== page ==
The story these numbers don’t tell is that even natural gas prices in New England are far higher than anywhere else in the nation, due to our natural gas pipeline constraints. The natural gas statistics above use consumption and price data for the “Northeast,” which includes New York, New Jersey, and Pennsylvania, and all of which have greater access to and cheaper prices for natural gas than New England. Don’t let the inclusion of these states fool you. For example, in New England the price of natural gas at the Algonquin Hub was $18.86/Mcf for winter 2013-14, far higher than the Northeast price of $11.55/Mcf, the Midwest price of $8.70/Mcf, and the West price of $9.96/Mcf. These exorbitant costs will trickle down to consumers as higher delivere- gas prices over time. If you’re stuck using oil, the difference between your heating bill and that of your neighbor using natural gas may decrease. But that doesn’t make you any better off and only hurts your neighbor.
Another critical fact is that a large proportion of people forced to use oil, and some who use natural gas, desperately need public heating assistance. For example, Massachusetts provided low-income heating assistance to over 183,000 households in 2014, has a 2015 LIHEAP budget of over $146 million, and rarely has enough money. The Massachusetts Department of Housing and Community Development found: “The rising cost of heating oil and high utility prices disproportionately affect the low-income population of the Commonwealth” and “that households with income below 100 percent of the Federal Poverty Level spend … 8.5 percent to 10 percent [of their income] on home heating bills alone.” Connecticut’s Consumer Advocate reported recently that one-sixth, or 218,850, of Eversource’s Connecticut customers are non-hardship customers who cannot afford to pay their bills.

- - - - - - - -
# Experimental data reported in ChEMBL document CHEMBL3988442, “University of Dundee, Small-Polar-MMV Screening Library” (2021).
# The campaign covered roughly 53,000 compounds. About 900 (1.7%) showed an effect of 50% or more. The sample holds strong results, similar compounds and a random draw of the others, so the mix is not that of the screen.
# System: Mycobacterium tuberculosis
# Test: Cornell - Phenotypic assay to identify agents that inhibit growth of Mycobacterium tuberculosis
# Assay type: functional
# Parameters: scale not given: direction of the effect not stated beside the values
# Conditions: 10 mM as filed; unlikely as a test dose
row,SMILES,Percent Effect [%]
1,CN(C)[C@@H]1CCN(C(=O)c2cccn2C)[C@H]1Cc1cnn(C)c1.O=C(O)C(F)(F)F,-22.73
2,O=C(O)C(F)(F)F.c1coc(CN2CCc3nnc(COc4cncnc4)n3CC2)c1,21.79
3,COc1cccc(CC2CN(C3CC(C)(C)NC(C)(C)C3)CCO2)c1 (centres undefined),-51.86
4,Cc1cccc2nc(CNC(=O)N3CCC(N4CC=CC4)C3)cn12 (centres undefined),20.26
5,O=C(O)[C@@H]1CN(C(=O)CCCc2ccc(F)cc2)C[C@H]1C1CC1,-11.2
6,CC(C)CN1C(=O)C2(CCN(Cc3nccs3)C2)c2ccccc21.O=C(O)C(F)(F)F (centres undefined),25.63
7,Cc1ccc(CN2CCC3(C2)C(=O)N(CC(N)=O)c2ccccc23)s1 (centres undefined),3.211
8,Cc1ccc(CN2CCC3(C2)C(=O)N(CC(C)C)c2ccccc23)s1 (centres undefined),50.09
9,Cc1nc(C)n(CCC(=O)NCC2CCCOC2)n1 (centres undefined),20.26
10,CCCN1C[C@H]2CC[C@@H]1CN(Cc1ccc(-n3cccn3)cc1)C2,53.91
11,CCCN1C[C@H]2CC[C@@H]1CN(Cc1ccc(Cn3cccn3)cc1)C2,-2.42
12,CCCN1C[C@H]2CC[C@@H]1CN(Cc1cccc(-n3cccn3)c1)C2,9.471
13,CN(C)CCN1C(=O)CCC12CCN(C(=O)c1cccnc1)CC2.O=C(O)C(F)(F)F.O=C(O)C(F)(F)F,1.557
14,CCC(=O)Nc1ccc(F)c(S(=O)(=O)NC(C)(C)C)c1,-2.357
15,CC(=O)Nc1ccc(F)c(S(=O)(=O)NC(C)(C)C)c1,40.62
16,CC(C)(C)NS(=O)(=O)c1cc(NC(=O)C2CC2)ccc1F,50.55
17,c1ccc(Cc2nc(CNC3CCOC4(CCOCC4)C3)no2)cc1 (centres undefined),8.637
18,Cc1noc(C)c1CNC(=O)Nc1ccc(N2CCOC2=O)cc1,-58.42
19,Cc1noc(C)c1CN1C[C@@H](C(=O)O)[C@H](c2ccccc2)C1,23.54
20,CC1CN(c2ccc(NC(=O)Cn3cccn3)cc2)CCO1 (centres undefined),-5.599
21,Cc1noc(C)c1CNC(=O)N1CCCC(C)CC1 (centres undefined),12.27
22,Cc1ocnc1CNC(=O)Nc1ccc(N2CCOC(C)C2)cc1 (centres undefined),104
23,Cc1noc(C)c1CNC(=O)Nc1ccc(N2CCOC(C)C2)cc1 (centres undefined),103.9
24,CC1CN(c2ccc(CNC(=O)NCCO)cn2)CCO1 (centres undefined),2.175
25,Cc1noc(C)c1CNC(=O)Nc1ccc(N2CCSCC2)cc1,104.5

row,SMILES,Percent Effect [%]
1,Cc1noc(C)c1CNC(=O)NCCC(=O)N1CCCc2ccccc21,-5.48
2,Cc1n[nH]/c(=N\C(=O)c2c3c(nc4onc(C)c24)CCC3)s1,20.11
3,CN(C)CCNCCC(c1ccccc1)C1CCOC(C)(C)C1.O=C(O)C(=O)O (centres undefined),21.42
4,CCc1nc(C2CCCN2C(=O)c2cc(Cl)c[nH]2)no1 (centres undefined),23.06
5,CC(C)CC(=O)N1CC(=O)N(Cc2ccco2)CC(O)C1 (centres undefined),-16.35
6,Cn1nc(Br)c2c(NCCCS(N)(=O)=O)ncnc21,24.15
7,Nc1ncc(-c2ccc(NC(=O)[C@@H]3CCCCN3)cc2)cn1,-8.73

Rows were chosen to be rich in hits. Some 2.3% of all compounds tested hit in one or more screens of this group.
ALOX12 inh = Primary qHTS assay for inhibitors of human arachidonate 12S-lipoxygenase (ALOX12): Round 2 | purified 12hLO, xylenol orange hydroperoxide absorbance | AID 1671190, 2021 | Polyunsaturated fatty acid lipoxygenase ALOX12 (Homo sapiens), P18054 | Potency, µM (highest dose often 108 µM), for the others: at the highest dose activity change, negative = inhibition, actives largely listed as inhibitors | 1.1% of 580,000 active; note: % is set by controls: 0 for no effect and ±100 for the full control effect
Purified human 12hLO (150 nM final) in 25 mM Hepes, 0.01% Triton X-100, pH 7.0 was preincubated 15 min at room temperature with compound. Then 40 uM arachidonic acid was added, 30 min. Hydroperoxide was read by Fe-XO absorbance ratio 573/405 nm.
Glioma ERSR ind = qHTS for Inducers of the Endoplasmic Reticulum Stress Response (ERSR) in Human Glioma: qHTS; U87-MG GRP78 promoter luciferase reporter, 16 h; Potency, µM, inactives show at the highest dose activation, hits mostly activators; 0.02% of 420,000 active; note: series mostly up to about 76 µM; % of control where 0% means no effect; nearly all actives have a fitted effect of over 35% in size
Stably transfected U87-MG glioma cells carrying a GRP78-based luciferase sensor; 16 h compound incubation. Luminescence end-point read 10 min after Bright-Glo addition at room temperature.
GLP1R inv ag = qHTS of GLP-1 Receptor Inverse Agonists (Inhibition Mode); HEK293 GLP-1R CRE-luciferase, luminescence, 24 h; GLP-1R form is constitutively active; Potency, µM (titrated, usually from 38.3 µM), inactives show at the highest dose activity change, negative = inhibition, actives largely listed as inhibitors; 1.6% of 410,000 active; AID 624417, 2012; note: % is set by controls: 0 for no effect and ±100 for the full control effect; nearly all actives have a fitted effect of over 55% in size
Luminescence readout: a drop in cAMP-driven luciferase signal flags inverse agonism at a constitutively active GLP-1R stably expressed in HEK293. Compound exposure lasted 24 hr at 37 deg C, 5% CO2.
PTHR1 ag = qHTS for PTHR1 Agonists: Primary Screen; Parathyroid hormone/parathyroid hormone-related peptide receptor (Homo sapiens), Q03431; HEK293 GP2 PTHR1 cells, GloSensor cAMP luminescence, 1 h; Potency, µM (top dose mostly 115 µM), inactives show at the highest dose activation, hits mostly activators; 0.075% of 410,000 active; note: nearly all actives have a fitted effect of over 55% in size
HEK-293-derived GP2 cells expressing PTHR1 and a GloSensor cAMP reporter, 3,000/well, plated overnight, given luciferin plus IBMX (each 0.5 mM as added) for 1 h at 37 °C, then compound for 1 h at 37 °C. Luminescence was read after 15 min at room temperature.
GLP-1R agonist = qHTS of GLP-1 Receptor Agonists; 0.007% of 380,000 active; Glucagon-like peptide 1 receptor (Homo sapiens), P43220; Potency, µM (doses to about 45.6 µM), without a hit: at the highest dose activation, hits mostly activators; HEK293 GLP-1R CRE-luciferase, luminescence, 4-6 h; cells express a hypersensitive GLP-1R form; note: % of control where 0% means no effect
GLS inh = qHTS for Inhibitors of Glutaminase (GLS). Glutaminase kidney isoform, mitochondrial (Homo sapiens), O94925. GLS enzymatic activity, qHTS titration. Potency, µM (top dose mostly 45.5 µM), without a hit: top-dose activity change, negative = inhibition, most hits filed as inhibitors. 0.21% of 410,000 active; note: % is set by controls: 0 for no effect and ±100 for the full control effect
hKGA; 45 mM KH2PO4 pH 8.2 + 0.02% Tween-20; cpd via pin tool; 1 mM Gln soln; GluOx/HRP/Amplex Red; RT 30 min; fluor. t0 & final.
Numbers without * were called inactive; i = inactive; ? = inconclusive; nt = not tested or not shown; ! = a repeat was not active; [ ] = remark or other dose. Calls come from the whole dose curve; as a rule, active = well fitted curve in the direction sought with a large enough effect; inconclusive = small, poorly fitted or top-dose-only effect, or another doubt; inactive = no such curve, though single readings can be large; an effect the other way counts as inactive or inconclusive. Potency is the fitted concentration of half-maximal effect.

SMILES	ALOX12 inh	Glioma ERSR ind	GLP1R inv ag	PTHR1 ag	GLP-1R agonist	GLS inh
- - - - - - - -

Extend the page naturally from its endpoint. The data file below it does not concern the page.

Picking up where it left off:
Here are the most telling facts. On a typical New England winter day, we use 3.4 billion cubic feet (Bcf) of natural gas to heat homes and businesses. On a cold day, we use 4.5 Bcf just for heat. But we have only 3.6 Bcf/day of pipeline capacity to bring natural gas into New England. We need 1 Bcf/day of gas for electricity generation, leaving us about 2 Bcf short of gas on scores of days. This chilling arithmetic doesn’t account for the hundreds of thousands of consumers scrambling to get off oil and onto gas.The inescapable fact of life for winter in New England is that we need adequate natural gas pipeline capacity to meet our heating needs cleanly and affordably, and to meet our electricity needs without running dirty, expensive coal and oil plants. Both Kinder Morgan’s and Spectra’s pipeline projects are necessary to meet our heating needs, get off oil and coal, and reduce our carbon footprint.
Anthony Buxton is chair of the Energy Group and Benjamin Borowski is an attorney at PretiFlaherty, a law firm affiliated with the Coalition to Lower Energy Costs, which has close ties to natural gas pipeline companies and groups that support pipeline expansion in a bid to lower power prices.